Obtaining Justice

Added transparency legislation will only be effective if sexual assault survivors report cases.

Sen. Bob Casey (D-Pa.) recently introduced the Campus Sexual Violence Elimination Act (SaVE) in an effort for universities to have more transparent sexual assault policies.

The Temple News applauds Casey’s efforts, as well as Temple administrators for preparing for increased accountability.

But only the numbers in the upcoming months will speak for the success of Casey’s new legislation, and unfortunately, those aren’t always easily obtained.

“Priority No. 1 for me is re-empowering the victim and letting the victim know that they have choices,” Associate Vice President of Student Affairs and Dean of Students Stephanie Ives told The Temple News as reported in “Facing Assault,” Page 1. “So really, very much, it’s in their hands.”

Ives is right – sexual assault survivors hold every right to control every action they make in the aftermath of a sexual assault, whether that means reporting the crime or deciding not to report. But The Temple News encourages Ives and other administrators to remind sexual assault survivors that reporting the crime, while often difficult to go through, can be just as empowering and sometimes more so as it can be to move on without legal action.

No university wants to have a high number of sexual assaults on its record, but a high number of sexual assaults would not be a  reflection of the university’s police force or safety policies – it would be an accurate reflection of the heinous reality of crimes perpetrated in society.

Unfortunately, 60 percent of sexual assaults go unreported, according to the United States Department of Justice, making it one of the most underreported crimes.

At the university level, those numbers are even more dramatic.

In 2009, Main Campus recorded a total of two forcible sex offenses, according to the latest Annual Security and Fire Safety report. That’s barely a fraction of the one in every four women who are sexually assaulted during college the U.S. Department of Justice estimates.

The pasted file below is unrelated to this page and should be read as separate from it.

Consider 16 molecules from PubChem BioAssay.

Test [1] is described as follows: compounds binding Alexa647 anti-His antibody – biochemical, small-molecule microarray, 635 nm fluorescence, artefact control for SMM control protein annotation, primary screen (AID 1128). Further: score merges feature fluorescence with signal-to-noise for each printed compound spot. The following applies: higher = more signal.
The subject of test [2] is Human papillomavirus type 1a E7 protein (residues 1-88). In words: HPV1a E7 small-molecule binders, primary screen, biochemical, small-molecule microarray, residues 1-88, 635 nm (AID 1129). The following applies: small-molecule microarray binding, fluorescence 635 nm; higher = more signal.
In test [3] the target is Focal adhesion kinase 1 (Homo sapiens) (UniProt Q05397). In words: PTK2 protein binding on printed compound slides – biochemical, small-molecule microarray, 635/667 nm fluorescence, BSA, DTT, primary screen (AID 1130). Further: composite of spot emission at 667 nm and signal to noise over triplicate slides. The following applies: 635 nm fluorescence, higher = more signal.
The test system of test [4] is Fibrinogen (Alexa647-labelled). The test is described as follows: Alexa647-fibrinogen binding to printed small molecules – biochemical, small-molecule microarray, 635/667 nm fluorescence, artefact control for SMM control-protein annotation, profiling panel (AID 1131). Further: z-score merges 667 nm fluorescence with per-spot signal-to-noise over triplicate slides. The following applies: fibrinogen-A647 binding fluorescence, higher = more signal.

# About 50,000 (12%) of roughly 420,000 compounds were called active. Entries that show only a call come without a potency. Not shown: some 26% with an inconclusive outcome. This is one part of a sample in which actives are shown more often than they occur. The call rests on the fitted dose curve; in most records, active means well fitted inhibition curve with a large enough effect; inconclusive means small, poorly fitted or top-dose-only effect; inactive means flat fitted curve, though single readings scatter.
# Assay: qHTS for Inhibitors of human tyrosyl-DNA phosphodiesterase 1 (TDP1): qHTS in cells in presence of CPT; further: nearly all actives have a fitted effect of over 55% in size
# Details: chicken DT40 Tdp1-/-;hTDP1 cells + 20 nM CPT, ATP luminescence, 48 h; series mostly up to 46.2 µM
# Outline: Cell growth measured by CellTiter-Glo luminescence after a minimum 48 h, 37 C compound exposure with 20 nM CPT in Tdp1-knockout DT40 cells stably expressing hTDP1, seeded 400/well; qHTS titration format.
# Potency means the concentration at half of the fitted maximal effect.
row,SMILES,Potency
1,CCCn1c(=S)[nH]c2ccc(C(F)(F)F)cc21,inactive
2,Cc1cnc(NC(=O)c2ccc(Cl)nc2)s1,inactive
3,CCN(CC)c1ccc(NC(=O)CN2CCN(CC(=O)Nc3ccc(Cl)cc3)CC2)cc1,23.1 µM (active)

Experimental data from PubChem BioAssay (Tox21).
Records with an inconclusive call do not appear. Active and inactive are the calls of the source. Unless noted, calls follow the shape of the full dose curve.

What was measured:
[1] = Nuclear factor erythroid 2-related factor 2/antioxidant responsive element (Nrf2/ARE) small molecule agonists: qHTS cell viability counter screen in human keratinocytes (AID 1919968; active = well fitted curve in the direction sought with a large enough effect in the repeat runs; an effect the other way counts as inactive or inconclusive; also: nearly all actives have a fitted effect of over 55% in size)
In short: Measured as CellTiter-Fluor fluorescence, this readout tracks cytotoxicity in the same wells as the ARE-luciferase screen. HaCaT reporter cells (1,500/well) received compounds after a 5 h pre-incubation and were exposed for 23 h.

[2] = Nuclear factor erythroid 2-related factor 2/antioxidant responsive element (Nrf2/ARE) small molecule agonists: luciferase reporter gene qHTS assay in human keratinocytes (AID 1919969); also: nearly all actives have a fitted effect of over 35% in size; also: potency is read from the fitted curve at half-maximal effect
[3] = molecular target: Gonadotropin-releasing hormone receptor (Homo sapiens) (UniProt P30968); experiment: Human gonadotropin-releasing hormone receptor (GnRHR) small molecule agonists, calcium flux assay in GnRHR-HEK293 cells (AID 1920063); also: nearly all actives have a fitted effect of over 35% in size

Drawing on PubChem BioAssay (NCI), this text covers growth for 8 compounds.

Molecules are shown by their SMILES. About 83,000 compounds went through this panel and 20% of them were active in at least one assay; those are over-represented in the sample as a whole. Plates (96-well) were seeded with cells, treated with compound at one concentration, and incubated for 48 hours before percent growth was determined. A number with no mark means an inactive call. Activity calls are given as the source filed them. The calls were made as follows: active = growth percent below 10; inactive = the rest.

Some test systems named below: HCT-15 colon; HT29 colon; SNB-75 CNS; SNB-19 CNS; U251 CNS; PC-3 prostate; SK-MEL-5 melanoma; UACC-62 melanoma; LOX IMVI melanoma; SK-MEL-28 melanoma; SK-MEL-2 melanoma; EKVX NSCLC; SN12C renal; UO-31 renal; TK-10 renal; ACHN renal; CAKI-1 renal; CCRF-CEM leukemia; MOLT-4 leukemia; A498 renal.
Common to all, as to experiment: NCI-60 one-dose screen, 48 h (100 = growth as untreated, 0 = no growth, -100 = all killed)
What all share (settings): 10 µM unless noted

These sky-rocketing high numbers could be attributed to a number of factors, fear being a resounding one. But on college campuses, it’s likely that this could be due to the fact that 90 percent of sexually assaulted students know their attacker.

For many survivors of a sexual assault, the assault itself is often the first of a series of worries.

In particular, for rape victims who pursue a conviction, there’s filing a report, undergoing a medical examination, being interviewed by the police, revisiting the attack with an attorney and then facing the alleged attacker – not to mention testifying in an open court.

But while the criminal justice system may not be perfect, these procedures are not without value. Not only can a report lead to the conviction of the attacker, decreasing the likelihood of the attacker attempting an assault again, but reporting can get justice for the survivor, which can often be the first step in regaining normalcy in his or her life.


Editorial Board
is made up of The Temple News' Editor in Chief, Managing Editor, Digital Managing Editor, Chief Copy Editor, News Editor and Opinion Editor. The views expressed in editorials only reflect those of the Board, and not of the entire Temple News staff. Follow The Temple News @TheTempleNews.

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